‘Christine’ Review: Rebecca Hall Gives Commanding Performance as Suicidal TV Reporter

A bleakly incisive indie about a damaged soul, its unsentimental, icy tone is perfectly balanced by Hall’s compelling, psychologically astute portrait

Last Updated: October 12, 2016 @ 2:31 PM

Unlocking the puzzle of suicide is the dramatic engine fueling “Christine,” Antonio Campos’ darkly probing character study of Christine Chubbuck, a Sarasota, Florida, newscaster who made national headlines when she shot herself in the head on live television. Slowly pulling the strands of a fraying psyche as Chubbuck (Rebecca Hall) deals with thwarted ambition, convulsive moods and crushing loneliness, this is exquisitely made downer porn, girded by a strong cast.

But while “Christine” the movie may leave you in a coldly analytical space about sad people — even its dollops of humor have a chilliness — Christine the woman stays with you, thanks to a career-best performance from Hall that’s stark, thoughtful and mesmerizing. She transforms the highbrow, zoo-like wallow of her surroundings into something resolutely human and heartbreaking.

If you didn’t know who Chubbuck was and how her story would end, you’d have a pretty good idea from “Christine” that life was a pretty difficult thicket for this smart misfit to navigate. As we first get to know her, though, she’s awkward yet dogged, an idealistic local reporter eager to fight her ratings-obsessed boss Michael (Tracy Letts) over keeping her civics-minded “Suncoast Digest” segment a place for pieces that matter, like zoning controversies.

She practices her interview technique (on an imaginary President Nixon no less) and pointedly asks a friendly colleague (Maria Dizzia, “While We’re Young”) if she nods too sympathetically. In her spare time, Christine even performs puppet shows for sick hospital kids. Though she’s a stiff presence on and off camera, and isn’t good at shielding discomfort in her face or gait, there’s an attractive grit to the intelligence that drives her career hopes.

Privately, however, Christine suffers from an ever-growing self-doubt, fed by her mother’s (J. Smith-Cameron, “Margaret”) subtle criticism and romantic success, and by Christine’s workplace crush on ex-jock anchorman George (Michael C. Hall). It doesn’t help that Michael’s push for juicier, “if it bleeds it leads” stories exacerbates her clashes with him, while the station owner (John Cullum, “Northern Exposure”) threatens to pull the plug even as he’s poaching talent for the Baltimore market.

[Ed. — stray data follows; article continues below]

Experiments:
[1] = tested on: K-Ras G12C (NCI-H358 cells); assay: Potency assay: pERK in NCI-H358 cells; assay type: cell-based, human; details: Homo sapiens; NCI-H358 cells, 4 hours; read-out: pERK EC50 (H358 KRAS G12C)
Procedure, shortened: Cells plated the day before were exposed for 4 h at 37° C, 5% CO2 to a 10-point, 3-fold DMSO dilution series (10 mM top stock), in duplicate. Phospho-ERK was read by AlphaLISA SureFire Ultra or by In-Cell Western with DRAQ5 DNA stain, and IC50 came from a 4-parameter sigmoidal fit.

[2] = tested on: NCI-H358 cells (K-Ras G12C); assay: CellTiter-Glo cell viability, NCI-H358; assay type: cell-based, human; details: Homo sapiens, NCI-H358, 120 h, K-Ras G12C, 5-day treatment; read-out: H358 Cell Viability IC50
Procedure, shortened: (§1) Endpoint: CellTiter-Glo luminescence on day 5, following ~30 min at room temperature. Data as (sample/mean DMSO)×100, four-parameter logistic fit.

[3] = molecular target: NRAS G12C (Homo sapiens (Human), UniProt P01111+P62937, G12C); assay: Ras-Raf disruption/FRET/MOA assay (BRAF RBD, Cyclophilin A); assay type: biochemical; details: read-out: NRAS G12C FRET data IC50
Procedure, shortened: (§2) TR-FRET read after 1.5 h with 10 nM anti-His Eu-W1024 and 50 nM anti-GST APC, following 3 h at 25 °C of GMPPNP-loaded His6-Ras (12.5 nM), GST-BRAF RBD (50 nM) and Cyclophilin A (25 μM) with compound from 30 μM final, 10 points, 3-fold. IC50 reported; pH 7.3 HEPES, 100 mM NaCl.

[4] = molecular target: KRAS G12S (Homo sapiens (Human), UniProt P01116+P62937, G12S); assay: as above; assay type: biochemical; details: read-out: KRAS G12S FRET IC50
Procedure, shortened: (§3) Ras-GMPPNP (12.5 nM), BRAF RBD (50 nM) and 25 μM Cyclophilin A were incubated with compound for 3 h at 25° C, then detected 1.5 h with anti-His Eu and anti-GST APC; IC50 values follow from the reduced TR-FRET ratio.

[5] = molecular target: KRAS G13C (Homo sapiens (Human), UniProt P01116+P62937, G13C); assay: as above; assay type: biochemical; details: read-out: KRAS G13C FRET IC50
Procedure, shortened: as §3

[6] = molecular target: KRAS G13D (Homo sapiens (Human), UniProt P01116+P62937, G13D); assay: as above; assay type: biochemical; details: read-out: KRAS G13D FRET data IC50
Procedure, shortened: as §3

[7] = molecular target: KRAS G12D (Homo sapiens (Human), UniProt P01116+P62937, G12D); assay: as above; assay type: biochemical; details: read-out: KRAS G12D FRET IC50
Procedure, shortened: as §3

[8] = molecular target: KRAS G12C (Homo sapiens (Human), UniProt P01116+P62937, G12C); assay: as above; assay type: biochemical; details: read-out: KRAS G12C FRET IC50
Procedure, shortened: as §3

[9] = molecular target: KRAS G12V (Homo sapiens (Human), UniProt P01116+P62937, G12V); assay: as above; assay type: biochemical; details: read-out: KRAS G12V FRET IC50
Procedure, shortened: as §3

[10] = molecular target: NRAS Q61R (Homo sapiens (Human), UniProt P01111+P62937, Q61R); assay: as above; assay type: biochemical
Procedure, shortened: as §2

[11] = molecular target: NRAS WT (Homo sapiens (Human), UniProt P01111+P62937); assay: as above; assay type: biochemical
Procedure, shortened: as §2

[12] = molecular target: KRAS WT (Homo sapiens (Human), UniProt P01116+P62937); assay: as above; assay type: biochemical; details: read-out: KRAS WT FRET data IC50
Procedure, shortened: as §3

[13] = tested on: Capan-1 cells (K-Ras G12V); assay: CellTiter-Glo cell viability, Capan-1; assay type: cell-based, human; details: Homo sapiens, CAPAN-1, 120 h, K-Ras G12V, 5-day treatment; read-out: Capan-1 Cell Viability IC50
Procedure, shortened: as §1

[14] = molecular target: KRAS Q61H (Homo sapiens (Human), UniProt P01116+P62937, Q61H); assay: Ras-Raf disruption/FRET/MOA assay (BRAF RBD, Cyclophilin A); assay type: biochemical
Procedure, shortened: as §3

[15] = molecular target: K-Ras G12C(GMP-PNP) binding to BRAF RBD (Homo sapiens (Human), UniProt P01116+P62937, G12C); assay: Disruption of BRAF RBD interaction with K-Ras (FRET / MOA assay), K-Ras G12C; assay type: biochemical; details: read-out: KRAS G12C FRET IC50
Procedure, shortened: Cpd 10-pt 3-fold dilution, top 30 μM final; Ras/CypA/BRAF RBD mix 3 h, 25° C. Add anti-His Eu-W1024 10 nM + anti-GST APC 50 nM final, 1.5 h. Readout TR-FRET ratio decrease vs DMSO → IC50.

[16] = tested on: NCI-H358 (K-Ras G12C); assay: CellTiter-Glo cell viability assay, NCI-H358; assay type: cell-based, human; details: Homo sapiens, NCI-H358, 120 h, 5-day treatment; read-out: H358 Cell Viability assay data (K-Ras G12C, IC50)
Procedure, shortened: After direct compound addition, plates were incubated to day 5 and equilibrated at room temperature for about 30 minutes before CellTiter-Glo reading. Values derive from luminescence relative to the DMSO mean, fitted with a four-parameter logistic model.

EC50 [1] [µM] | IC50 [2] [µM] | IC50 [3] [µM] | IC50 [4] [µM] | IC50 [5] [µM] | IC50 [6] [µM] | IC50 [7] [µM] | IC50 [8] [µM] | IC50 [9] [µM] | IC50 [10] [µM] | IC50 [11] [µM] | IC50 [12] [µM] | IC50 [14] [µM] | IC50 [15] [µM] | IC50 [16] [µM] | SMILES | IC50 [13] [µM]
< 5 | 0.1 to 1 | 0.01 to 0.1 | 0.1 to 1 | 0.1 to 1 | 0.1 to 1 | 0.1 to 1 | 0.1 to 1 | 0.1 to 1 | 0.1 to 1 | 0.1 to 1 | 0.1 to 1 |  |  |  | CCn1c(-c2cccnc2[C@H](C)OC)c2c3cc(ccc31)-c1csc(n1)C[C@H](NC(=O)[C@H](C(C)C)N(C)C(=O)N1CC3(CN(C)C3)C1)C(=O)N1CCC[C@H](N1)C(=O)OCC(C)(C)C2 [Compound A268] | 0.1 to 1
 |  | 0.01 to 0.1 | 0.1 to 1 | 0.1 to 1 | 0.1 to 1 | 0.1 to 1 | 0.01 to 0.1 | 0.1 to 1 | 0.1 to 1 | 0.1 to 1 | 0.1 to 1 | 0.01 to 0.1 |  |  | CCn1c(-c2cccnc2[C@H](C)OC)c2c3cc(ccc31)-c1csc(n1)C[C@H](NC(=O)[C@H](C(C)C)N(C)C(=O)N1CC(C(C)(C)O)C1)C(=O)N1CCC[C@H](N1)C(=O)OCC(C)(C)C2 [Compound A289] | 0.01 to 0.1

Campos is part of the filmmaking collective that brought us “Martha Marcy May Marlene” (directed by “Christine” producer Sean Durkin) and “Simon Killer” (Campos’s last film), movies marked by an unsentimental darkness. “Christine” is no exception, and their fixed gaze on so damaged a soul isn’t for everybody. Campos and screenwriter Craig Shilowich are exacting clinicians, careful to a fault in constructing their downhill maze so that one woman’s troublesome mental health is the focus, even as external factors like casual sexism, changing media mores and increasingly bewildered colleagues do their part as well.

The smoke-filled, clubby air of a 1970s news station in turmoil and the choked, sullen-teen nature of Chubbuck’s home life are effectively realized through Scott Kuzio’s production design and Joe Anderson’s cinematography, which recall the shadowy, grainy pall of era-specific Sidney Lumet and Alan J. Pakula dramas. The acting adds just the right color, from Letts’ patrician contempt to Michael C. Hall‘s patronizingly flirty tone.

The movie is Rebecca Hall‘s, though, and it’s a satisfyingly imaginative answer to this year’s other Christine Chubbuck indie, “Kate Plays Christine,” a non-fiction/fiction hybrid that asks if an actor can ever really embody a real person’s narrative. When she’s not suggesting the weight of the world in a crinkled mouth or furrowing brow, Hall is calibrating Chubbuck’s internal disquiet in movingly odd gestures: interrupting a happy couple in a restaurant as if they were specimens worth interviewing, or wandering a work party like a lost child. When she implores her boss to let her report the human side of the catastrophe coverage he so desires, what’s wrenchingly implicit in Hall’s eyes is that human misery is a given she knows all too well; it’s an understanding that the world lacks, that she needs to investigate to save herself.

Hall is so committed and good, she manages to telegram Chubbuck’s most dire choice with the merest change in demeanor, affecting a performed calmness on her secret big day that’s almost eerie. Though Campos’ laser-like focus on Chubbuck as a woman on the verge can sometimes give “Christine” the air of a horror movie — the way he occasionally films Hall, you half expect doors to slam shut telekinetically — he shows welcome restraint depicting his protagonist’s final act, and Hall wisely plays it like a dimming light hastening its extinguishing, rather than as a nut eager for her sensationalized sendoff.

In Chubbuck’s last words to an unsuspecting world before pulling out that gun, she told viewers she was bringing them an “attempted” suicide. Ever the reporter, she had to use that word if, technically, she didn’t truly know the outcome. But it’s also a perfect descriptor for the portrayal Hall memorably lays out, of a life Christine Chubbuck only ever felt she’d attempted, not fulfilled.